Study co-senior author and DOE JGI Fungal Genomics Program head Igor Grigoriev noted that a multi-omics approach that harnessed the genomics and molecular characterization capabilities through a collaborative science initiative allowing researchers to access multiple user facilities in one proposed project known as Facilities Integrating Collaborations for User Science (FICUS), was critical for the research.
“It’s the first time we’ve seen parts of the fungal cellulosome,” Grigoriev said. “Through the JGI-EMSL FICUS initiative, proteomics allowed us to find the first of these really large ~700 kiloDaltons (kDa) fungal proteins that hold all enzymes together (compared to the molecular weight of 34 kDa of an average protein). Then the high quality of genome assemblies enabled identification of multiple copies of this protein in each of the gut fungi genomes. Just having proteomics or sequencing tools isn’t enough since these proteins are not similar to anything else outside of Neocallimastigomycetes. Though the fungal cellulosome was discovered through proteomics, we needed genomics and transcriptomics to decode all its parts.”
Digging Deeper with High-Resolution Genomes
The work is an extension of O’Malley’s studies of anaerobic gut fungi, which appeared in Science last year (watch her talk from the 2016 DOE JGI Genomics of Energy & Environment Meeting at bit.ly/JGI2016OMalley). It’s a lot of the same players, but we’re digging deeper now because we have high-resolution genomes, and we didn’t have them then,” she said. “We’re able to conduct more comparative genetics and now we’re trying to figure out the ecological roles in their microbiome.”
Understanding in greater detail the protein mechanisms of biomass degradation is crucial to advancing DOE’s agenda to develop sustainable biofuels from plant feedstocks. High throughput sequencing, combined with sophisticated proteomics, illuminates not just the diversity and complexity of fungal biomass degradation capacities but also furnishes a knowledge basis for exploitation of these abilities with synthetic biology and metabolic engineering approaches.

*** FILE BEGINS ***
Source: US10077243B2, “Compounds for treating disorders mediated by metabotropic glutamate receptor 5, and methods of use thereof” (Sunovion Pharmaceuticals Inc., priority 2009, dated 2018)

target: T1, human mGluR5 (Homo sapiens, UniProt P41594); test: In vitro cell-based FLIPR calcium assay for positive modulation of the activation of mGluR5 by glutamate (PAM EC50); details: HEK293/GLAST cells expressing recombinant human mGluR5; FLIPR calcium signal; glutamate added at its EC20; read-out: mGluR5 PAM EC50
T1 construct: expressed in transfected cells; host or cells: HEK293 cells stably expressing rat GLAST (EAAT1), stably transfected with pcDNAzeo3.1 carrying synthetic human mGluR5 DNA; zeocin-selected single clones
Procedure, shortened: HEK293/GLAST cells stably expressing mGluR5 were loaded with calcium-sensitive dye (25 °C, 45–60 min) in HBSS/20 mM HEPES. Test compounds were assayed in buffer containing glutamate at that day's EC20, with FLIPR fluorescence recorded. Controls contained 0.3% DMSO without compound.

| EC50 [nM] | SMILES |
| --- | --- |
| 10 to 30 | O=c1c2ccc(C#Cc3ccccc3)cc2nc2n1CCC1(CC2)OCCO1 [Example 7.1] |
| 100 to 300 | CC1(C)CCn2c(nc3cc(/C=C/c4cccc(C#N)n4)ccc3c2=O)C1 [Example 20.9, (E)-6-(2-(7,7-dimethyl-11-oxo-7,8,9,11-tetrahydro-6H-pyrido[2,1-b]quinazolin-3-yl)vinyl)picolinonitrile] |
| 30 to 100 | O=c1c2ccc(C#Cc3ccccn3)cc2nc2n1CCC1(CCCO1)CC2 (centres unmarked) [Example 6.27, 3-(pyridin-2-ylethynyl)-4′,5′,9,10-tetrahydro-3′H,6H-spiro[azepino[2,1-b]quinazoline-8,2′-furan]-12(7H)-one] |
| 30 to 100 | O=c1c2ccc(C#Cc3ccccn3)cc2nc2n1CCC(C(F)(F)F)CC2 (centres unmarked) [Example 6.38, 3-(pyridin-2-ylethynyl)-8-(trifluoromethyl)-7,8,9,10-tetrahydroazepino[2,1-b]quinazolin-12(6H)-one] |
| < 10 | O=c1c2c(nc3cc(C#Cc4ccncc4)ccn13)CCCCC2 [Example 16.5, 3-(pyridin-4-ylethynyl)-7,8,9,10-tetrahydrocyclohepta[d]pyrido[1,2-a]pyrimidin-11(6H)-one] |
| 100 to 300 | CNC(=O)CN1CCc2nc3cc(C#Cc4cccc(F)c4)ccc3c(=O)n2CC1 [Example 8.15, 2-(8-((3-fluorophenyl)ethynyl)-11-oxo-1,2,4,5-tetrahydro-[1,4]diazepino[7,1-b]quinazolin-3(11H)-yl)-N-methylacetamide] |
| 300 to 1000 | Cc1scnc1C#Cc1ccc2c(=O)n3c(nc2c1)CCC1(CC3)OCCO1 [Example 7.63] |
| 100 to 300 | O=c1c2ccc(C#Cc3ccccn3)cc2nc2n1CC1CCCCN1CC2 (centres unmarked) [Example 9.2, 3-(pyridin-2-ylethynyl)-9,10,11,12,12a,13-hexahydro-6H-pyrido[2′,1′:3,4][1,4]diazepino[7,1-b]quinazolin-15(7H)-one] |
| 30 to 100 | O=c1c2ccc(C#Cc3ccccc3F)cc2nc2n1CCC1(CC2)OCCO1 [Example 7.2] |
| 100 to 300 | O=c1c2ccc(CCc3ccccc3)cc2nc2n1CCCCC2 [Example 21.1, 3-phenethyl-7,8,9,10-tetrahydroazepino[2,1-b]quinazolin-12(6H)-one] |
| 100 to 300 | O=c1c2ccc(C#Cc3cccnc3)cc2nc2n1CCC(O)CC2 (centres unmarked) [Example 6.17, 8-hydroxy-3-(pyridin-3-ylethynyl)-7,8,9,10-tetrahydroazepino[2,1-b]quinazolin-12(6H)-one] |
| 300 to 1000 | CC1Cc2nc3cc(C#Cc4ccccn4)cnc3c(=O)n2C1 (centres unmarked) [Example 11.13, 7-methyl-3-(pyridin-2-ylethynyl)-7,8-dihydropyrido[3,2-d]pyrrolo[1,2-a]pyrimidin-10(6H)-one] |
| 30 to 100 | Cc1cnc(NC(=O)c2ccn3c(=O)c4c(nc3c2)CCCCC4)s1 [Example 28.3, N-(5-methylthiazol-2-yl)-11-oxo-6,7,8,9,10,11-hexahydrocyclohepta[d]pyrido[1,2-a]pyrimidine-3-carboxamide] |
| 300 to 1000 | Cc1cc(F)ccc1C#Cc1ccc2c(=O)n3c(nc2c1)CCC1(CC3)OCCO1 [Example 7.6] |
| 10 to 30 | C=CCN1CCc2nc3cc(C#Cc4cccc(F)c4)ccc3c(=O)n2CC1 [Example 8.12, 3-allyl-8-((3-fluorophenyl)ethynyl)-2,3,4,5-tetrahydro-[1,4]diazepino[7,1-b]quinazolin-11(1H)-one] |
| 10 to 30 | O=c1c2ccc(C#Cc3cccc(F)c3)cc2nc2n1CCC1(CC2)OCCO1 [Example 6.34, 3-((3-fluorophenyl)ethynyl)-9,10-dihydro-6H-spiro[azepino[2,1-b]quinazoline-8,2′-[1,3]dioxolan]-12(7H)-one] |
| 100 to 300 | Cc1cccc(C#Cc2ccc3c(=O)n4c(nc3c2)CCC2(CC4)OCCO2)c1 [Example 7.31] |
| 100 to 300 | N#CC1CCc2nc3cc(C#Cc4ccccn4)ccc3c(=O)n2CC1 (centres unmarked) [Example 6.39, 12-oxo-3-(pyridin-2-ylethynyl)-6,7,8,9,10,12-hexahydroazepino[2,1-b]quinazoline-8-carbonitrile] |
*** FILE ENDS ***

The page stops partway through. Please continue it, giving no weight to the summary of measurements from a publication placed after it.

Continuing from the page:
Support for this work was provided by the DOE Office of Science, including an Early Career Research Program award, as well as the National Science Foundation, the U.S. Department of Agriculture, the U.S. Army Research Office, and the University of California.
EMSL, the Environmental Molecular Sciences Laboratory, is a DOE Office of Science User Facility. Located at Pacific Northwest National Laboratory in Richland, Wash., EMSL offers an open, collaborative environment for scientific discovery to researchers around the world. Its integrated computational and experimental resources enable researchers to realize important scientific insights and create new technologies. Follow EMSL on Facebook, LinkedIn and Twitter.
Interdisciplinary teams at Pacific Northwest National Laboratory address many of America’s most pressing issues in energy, the environment and national security through advances in basic and applied science. Founded in 1965, PNNL employs 4,400 staff and has an annual budget of nearly $1 billion. It is managed by Battelle for the U.S. Department of Energy’s Office of Science. As the single largest supporter of basic research in the physical sciences in the United States, the Office of Science is working to address some of the most pressing challenges of our time. For more information on PNNL, visit the PNNL News Center, or follow PNNL on Facebook, Google+, LinkedIn and Twitter.